Bow Porcelain Manufactory, factory, England, Essex, Stratford-le-Bow
Bow Porcelain Manufactory; Stratford-le-Bow, (Essex), London
J. W. L. Glaisher
porcelain; soft-paste porcelain
circa 1750 1755
mid-18th Century; George II
Soft-paste porcelain figure of Columbine Dancing.
Soft-paste porcelain containing bone ash, press-moulded, and covered with slightly speckly lead-glaze on the visible surfaces. The closed underside is unglazed and has an oval ventilation hole at the back. The low base is almost round, with a small projecting rock on the right, and a square aperture at the back to take an attachment. On the front there are two applied flowers, each with two leaves, and a very small flower on the rock. Columbine stands on her left leg with her right leg raised in front. She turns her head over her left shoulder and holds out both arms towards her right. She carried a slapstick under her left arm, now missing except for a portion attached to her waist. She wears a broad-brimmed had, turned up at the front, a ruffle round her neck, a long-sleeved bodice with a basque, and a full skirt.
lead-glazing; whole; exce[t for the underside of base, presumed lead
soft-paste porcelain; whole; presumed phosphatic
lead-glaze; whole; presumed lead
soft-paste porcelain containing bone ash, press-moulded, and covered with slightly speckly lead-glaze on the visible surfaces
height, whole, 13.5, cm
bequeathed; 1928; Glaisher, J. W. L., Dr
Frederick S. Weinberg; Seafield Lodge, Broughty Ferry; Sotheby's, 9 November 1922, lot 75; bought for Dr J.W.L. Glaisher by Mr Hyman for £1.10.0.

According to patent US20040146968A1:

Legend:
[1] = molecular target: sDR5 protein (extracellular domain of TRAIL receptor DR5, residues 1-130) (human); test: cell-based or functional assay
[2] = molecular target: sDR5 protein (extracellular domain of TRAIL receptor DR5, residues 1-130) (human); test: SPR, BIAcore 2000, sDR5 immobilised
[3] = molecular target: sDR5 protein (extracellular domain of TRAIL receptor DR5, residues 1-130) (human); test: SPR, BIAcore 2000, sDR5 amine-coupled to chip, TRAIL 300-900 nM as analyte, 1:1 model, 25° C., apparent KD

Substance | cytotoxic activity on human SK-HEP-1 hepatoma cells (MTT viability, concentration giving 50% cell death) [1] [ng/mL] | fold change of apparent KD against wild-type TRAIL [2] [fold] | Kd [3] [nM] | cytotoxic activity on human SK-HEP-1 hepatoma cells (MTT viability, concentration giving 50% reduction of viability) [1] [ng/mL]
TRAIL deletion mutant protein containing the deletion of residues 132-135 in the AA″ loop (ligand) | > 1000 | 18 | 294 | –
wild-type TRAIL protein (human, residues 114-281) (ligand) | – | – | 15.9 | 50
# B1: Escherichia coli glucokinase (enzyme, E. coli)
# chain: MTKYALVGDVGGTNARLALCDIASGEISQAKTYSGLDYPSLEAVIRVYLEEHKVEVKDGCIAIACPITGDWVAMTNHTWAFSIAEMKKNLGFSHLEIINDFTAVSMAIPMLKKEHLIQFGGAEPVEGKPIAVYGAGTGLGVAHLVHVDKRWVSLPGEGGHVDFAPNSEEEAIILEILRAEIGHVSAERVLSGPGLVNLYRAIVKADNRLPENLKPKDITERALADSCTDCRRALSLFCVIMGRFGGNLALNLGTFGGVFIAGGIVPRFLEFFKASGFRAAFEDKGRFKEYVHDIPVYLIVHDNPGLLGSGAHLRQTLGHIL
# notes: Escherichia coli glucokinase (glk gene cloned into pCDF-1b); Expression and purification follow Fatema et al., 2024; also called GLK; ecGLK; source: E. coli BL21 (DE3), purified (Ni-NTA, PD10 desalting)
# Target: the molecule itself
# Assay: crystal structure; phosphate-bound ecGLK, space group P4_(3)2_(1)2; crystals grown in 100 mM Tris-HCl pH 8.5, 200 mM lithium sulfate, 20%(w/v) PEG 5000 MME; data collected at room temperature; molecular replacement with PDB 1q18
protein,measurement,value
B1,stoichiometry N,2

In his MS Catalogue Glaisher remarked that 'There is nothing very special about it [the figure]except the B but I am always tempted to buy white Bow figures when I see them'.
Bequeathed by Dr J.W.L. Glaisher
mark; into the top of the base to the right of the figure; impressed; B
Rackham, Bernard. 1928. Victoria and Albert Museum Department of Ceramics, Catalogue of English Porcelain, Earthenware, Enamels and Glass collected by Charles Schreiber Esq., M.P., and the Lady Charlotte Elizabeth Schreiber, and presented to the Museum in 1884, Volume I, Porcelain.London: p. p. 17
Ref.There is an impressed 'B' mark on a pair of cooks in the Schreiber Collection, see no. 46. Cf. A coloured example p. 17, no. 48, and pl. 2
Rackham, Bernard. 1935 (reprinted Antique Collectors' Club, Woodbridge, 1987). Catalogue of the Glaisher Collection of Pottery and Porcelain in the Fitzwilliam Museum Cambridge.Cambridge (Cambs.): Cambridge University Pressp. p. 385
Publ. Vol. I, p. 385, no. 3040
Savage, George. 1952. 18th-Century English Porcelain.London: Rockliff Publishing Corporation Limited
Cf. A coloured example with Harlequin, in the Mr and Mrs Sigmund J. Katz collection, pl. 54
Christie's. 1997. British and Continental Ceramics.London: p. pp. 124-5
Ref. For an example, see, pp. 124-5 lot 308.
Bradshaw, Peter. 1992. Bow Porcelain Figures circa 1748-1774.London: Barrie & Jenkinsp. p. 169
Ref. The girl is probably to be identified as the Columbine dancing, with a companion Harlequin B3 in Bradshaw's list of Bow figures, see, p. 169, B3. However, although usually described as Columbine, she is more correctly identified as Harlequine.
Stoner, Frank. 1955. Chelsea, Bow and Derby Porcelain Figures.Newport (Hants): Ceramic Book Co.
Cf. Another example, pl. 71
Pauls-Eisenbeiss, Erika. Meister, P. W.. 1972. German Porcelain of the 18th Century.London: Barrie & Jenkinsp. p. 321
Cf. p. 321, no. 2 Dancing Columbine.
Chilton, Meredith. 2001. Harlequin Unmasked: The Commedia dell'Arte and Porcelain Sculpture.New Haven: p. p. 308
Ref. The model was derived from a Meissen figure in the Commedia dell'Arte modelled by Peter Reinicke, and corrected by J.J. Kaendler, for the Duke of Weissenfels, in 1744 and later. In this series the figure of Harlequine was dancing and Columbine had a mask and castanets. Reinicke recorded that he had modelled a Dancing Harlequine in October 1744, see p. 308
Object Number: C.3040-1928
(record id: 41591; input: 2002-02-08; modified: 2012-05-04)